- Insert necessary swaps to ensure all 2-qubit gates are between adjacent qubits on the device graph by traversing the timesteps from left to right and for each timestep:
- Remove any single qubit gate and executable 2-qubit gate in the current timestep and add it to the output routed circuit.
- If there aren't any gates left in the current timestep, move on to the next.
- If there are gates remaining in the current timestep, consider a set of candidate swaps on them and rank them based on a
**heuristic cost function**. Pick the swap that minimises the cost and use it to update our logical to physical mapping. Repeat from 1.

### A Simple Example

```
# The circuit to be routed
q = cirq.LineQubit.range(4)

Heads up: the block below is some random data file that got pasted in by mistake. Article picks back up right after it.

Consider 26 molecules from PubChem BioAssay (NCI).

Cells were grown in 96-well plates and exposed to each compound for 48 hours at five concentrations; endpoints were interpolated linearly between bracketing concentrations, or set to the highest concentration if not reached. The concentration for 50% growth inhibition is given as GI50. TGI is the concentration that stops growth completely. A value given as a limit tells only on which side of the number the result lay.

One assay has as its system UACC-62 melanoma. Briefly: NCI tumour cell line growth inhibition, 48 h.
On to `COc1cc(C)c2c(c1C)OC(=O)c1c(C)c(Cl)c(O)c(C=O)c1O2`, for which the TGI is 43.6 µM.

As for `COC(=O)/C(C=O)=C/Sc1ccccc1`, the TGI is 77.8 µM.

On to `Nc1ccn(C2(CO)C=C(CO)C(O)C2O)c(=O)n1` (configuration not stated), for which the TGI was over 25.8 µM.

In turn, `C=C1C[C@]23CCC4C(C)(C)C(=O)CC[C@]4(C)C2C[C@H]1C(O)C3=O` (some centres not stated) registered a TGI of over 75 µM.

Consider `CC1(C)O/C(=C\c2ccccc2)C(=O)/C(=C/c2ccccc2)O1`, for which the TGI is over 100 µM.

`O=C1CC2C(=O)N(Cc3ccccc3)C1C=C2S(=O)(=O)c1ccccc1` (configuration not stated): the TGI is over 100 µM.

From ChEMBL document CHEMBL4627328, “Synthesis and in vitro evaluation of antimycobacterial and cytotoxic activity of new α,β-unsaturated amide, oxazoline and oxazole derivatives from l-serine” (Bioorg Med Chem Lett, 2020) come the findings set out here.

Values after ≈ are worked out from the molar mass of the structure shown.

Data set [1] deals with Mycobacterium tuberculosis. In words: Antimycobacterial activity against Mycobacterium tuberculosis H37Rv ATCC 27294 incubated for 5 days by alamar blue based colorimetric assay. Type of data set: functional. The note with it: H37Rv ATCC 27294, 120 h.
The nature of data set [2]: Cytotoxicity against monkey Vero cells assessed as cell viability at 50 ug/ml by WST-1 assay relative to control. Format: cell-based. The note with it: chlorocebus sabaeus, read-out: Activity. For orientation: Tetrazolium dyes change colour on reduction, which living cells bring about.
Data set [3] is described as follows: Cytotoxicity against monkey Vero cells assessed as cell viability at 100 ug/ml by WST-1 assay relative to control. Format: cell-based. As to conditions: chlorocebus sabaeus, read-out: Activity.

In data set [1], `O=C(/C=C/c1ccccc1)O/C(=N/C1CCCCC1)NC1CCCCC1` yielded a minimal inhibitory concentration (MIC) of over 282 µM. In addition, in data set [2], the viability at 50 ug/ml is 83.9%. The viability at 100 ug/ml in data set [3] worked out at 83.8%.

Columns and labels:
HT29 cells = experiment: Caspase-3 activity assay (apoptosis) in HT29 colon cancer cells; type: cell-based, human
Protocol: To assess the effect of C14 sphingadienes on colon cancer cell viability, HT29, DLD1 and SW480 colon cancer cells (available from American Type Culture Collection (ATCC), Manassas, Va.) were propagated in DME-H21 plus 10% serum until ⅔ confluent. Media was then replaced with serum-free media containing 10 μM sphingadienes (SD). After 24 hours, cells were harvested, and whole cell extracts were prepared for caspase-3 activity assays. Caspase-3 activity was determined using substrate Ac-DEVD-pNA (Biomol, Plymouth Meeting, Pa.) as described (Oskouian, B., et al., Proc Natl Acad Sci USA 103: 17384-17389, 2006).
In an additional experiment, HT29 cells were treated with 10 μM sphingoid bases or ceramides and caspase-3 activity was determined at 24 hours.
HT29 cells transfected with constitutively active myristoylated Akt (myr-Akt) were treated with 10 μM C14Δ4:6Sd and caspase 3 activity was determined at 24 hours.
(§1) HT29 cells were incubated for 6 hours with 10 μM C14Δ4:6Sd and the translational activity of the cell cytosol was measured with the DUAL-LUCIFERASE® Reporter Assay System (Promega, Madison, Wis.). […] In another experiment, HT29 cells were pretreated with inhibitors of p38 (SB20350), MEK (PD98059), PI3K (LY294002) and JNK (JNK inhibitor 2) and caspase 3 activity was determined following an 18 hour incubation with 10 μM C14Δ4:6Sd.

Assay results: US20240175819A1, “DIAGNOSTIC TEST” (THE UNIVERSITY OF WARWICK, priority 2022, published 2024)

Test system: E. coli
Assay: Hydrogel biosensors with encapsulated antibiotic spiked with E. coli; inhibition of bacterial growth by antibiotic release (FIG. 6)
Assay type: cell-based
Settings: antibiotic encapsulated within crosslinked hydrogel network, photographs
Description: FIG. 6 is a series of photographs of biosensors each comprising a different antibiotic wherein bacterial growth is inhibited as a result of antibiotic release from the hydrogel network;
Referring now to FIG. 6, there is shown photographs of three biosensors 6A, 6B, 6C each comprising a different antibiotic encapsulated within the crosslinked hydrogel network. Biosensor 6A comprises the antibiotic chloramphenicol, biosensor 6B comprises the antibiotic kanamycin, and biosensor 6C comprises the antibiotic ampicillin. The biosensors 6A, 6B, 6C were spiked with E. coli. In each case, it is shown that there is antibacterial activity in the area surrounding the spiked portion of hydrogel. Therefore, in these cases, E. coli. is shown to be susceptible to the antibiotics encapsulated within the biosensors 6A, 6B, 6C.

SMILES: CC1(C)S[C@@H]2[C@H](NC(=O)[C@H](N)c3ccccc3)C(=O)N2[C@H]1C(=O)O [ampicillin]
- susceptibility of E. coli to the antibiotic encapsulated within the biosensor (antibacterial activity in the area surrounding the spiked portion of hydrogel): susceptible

circuit = cirq.Circuit([
cirq.Moment(cirq.CNOT(q[2], q[0]), cirq.CNOT(q[1], q[3])),
cirq.Moment(cirq.X(q[0]), cirq.CNOT(q[1], q[2])),
cirq.Moment(cirq.CNOT(q[0], q[1])),
cirq.Moment(cirq.H.on_each(q[1], q[2])),
cirq.Moment(cirq.CNOT(q[1], q[0]), cirq.CNOT(q[3], q[2])),
])
print(circuit)
```

┌──┐ 0: ────X─────X───@───────X─── │ │ │ 1: ────┼@────@───X───H───@─── ││ │ 2: ────@┼────X───────H───X─── │ │ 3: ─────X────────────────@─── └──┘

```
# Initialize the router with Sycamore device hardware
import cirq_google as cg
device = cg.Sycamore
device_graph = device.metadata.nx_graph
router = cirq.RouteCQC(device_graph)
# Let's look at what the device architecture looks like
print(device)
```